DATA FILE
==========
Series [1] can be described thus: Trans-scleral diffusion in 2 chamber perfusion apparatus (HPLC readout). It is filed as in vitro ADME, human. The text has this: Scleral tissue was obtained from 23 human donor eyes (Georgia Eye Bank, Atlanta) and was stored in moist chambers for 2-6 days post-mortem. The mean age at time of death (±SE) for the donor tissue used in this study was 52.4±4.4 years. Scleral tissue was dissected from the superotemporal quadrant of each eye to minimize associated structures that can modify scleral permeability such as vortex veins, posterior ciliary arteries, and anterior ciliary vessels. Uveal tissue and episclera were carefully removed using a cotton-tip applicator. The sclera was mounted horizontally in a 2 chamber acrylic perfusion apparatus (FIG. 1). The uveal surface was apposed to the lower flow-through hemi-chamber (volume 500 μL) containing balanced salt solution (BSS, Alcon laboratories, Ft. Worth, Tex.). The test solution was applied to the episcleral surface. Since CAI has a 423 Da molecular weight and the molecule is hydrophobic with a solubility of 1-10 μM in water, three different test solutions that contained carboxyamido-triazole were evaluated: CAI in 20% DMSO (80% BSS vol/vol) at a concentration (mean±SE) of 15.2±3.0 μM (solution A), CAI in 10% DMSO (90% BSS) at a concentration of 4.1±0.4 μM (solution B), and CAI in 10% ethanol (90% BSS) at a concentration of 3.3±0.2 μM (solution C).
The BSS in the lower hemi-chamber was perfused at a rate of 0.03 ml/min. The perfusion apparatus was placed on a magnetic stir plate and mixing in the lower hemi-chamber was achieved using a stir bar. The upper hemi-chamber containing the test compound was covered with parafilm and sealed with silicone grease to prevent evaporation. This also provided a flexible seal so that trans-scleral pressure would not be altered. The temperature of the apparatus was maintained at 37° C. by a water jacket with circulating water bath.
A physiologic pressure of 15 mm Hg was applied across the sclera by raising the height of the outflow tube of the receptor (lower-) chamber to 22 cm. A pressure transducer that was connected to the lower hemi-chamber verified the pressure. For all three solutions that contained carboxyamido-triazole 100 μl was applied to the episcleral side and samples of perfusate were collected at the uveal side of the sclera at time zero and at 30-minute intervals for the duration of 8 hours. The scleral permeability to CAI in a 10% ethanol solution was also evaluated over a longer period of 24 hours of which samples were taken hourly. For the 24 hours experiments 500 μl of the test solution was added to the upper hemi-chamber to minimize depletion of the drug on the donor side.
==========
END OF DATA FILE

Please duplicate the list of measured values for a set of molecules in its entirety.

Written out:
Series [1] can be described thus: Trans-scleral diffusion in 2 chamber perfusion apparatus (HPLC readout). It is filed as in vitro ADME, human. The text has this: Scleral tissue was obtained from 23 human donor eyes (Georgia Eye Bank, Atlanta) and was stored in moist chambers for 2-6 days post-mortem. The mean age at time of death (±SE) for the donor tissue used in this study was 52.4±4.4 years. Scleral tissue was dissected from the superotemporal quadrant of each eye to minimize associated structures that can modify scleral permeability such as vortex veins, posterior ciliary arteries, and anterior ciliary vessels. Uveal tissue and episclera were carefully removed using a cotton-tip applicator. The sclera was mounted horizontally in a 2 chamber acrylic perfusion apparatus (FIG. 1). The uveal surface was apposed to the lower flow-through hemi-chamber (volume 500 μL) containing balanced salt solution (BSS, Alcon laboratories, Ft. Worth, Tex.). The test solution was applied to the episcleral surface. Since CAI has a 423 Da molecular weight and the molecule is hydrophobic with a solubility of 1-10 μM in water, three different test solutions that contained carboxyamido-triazole were evaluated: CAI in 20% DMSO (80% BSS vol/vol) at a concentration (mean±SE) of 15.2±3.0 μM (solution A), CAI in 10% DMSO (90% BSS) at a concentration of 4.1±0.4 μM (solution B), and CAI in 10% ethanol (90% BSS) at a concentration of 3.3±0.2 μM (solution C).
The BSS in the lower hemi-chamber was perfused at a rate of 0.03 ml/min. The perfusion apparatus was placed on a magnetic stir plate and mixing in the lower hemi-chamber was achieved using a stir bar. The upper hemi-chamber containing the test compound was covered with parafilm and sealed with silicone grease to prevent evaporation. This also provided a flexible seal so that trans-scleral pressure would not be altered. The temperature of the apparatus was maintained at 37° C. by a water jacket with circulating water bath.
A physiologic pressure of 15 mm Hg was applied across the sclera by raising the height of the outflow tube of the receptor (lower-) chamber to 22 cm. A pressure transducer that was connected to the lower hemi-chamber verified the pressure. For all three solutions that contained carboxyamido-triazole 100 μl was applied to the episcleral side and samples of perfusate were collected at the uveal side of the sclera at time zero and at 30-minute intervals for the duration of 8 hours. The scleral permeability to CAI in a 10% ethanol solution was also evaluated over a longer period of 24 hours of which samples were taken hourly. For the 24 hours experiments 500 μl of the test solution was added to the upper hemi-chamber to minimize depletion of the drug on the donor side.